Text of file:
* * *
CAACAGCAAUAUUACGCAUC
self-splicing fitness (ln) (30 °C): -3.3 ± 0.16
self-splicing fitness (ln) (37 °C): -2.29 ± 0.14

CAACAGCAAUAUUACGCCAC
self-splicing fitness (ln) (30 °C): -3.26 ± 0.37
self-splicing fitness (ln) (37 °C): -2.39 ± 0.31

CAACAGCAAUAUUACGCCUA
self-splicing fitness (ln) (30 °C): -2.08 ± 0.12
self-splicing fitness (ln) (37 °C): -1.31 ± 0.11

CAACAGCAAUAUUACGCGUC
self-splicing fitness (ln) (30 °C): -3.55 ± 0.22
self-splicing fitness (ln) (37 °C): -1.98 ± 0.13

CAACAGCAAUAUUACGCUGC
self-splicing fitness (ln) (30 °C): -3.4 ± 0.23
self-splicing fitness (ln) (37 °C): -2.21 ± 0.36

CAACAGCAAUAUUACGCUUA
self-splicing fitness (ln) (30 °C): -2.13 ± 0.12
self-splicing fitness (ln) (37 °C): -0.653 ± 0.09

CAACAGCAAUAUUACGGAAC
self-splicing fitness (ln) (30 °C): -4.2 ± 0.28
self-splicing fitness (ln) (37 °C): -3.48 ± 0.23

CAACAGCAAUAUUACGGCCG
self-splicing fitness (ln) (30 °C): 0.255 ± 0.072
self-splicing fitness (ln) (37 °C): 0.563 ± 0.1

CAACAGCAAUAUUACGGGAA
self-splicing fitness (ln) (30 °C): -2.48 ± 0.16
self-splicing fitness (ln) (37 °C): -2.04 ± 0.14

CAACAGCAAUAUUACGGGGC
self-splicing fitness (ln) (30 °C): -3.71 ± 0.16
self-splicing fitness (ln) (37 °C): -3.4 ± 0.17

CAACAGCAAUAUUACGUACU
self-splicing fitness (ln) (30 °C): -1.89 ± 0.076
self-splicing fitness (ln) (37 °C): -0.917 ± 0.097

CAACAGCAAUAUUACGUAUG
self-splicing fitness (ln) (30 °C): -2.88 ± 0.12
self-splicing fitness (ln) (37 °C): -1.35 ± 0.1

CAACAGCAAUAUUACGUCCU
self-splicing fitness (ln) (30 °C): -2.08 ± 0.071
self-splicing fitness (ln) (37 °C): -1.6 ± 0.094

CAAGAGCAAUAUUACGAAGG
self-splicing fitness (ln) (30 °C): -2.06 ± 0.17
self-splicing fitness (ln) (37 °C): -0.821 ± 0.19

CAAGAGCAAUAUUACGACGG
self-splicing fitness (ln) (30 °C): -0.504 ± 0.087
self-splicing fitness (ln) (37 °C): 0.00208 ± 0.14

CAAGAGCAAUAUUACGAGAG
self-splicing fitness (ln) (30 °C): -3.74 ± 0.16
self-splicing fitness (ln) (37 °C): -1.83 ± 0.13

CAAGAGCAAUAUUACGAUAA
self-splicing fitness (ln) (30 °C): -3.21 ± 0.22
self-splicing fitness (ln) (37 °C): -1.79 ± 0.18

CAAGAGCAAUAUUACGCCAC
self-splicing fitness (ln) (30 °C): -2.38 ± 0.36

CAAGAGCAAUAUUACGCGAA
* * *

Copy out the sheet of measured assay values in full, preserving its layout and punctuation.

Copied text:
CAACAGCAAUAUUACGCAUC
self-splicing fitness (ln) (30 °C): -3.3 ± 0.16
self-splicing fitness (ln) (37 °C): -2.29 ± 0.14

CAACAGCAAUAUUACGCCAC
self-splicing fitness (ln) (30 °C): -3.26 ± 0.37
self-splicing fitness (ln) (37 °C): -2.39 ± 0.31

CAACAGCAAUAUUACGCCUA
self-splicing fitness (ln) (30 °C): -2.08 ± 0.12
self-splicing fitness (ln) (37 °C): -1.31 ± 0.11

CAACAGCAAUAUUACGCGUC
self-splicing fitness (ln) (30 °C): -3.55 ± 0.22
self-splicing fitness (ln) (37 °C): -1.98 ± 0.13

CAACAGCAAUAUUACGCUGC
self-splicing fitness (ln) (30 °C): -3.4 ± 0.23
self-splicing fitness (ln) (37 °C): -2.21 ± 0.36

CAACAGCAAUAUUACGCUUA
self-splicing fitness (ln) (30 °C): -2.13 ± 0.12
self-splicing fitness (ln) (37 °C): -0.653 ± 0.09

CAACAGCAAUAUUACGGAAC
self-splicing fitness (ln) (30 °C): -4.2 ± 0.28
self-splicing fitness (ln) (37 °C): -3.48 ± 0.23

CAACAGCAAUAUUACGGCCG
self-splicing fitness (ln) (30 °C): 0.255 ± 0.072
self-splicing fitness (ln) (37 °C): 0.563 ± 0.1

CAACAGCAAUAUUACGGGAA
self-splicing fitness (ln) (30 °C): -2.48 ± 0.16
self-splicing fitness (ln) (37 °C): -2.04 ± 0.14

CAACAGCAAUAUUACGGGGC
self-splicing fitness (ln) (30 °C): -3.71 ± 0.16
self-splicing fitness (ln) (37 °C): -3.4 ± 0.17

CAACAGCAAUAUUACGUACU
self-splicing fitness (ln) (30 °C): -1.89 ± 0.076
self-splicing fitness (ln) (37 °C): -0.917 ± 0.097

CAACAGCAAUAUUACGUAUG
self-splicing fitness (ln) (30 °C): -2.88 ± 0.12
self-splicing fitness (ln) (37 °C): -1.35 ± 0.1

CAACAGCAAUAUUACGUCCU
self-splicing fitness (ln) (30 °C): -2.08 ± 0.071
self-splicing fitness (ln) (37 °C): -1.6 ± 0.094

CAAGAGCAAUAUUACGAAGG
self-splicing fitness (ln) (30 °C): -2.06 ± 0.17
self-splicing fitness (ln) (37 °C): -0.821 ± 0.19

CAAGAGCAAUAUUACGACGG
self-splicing fitness (ln) (30 °C): -0.504 ± 0.087
self-splicing fitness (ln) (37 °C): 0.00208 ± 0.14

CAAGAGCAAUAUUACGAGAG
self-splicing fitness (ln) (30 °C): -3.74 ± 0.16
self-splicing fitness (ln) (37 °C): -1.83 ± 0.13

CAAGAGCAAUAUUACGAUAA
self-splicing fitness (ln) (30 °C): -3.21 ± 0.22
self-splicing fitness (ln) (37 °C): -1.79 ± 0.18

CAAGAGCAAUAUUACGCCAC
self-splicing fitness (ln) (30 °C): -2.38 ± 0.36

CAAGAGCAAUAUUACGCGAA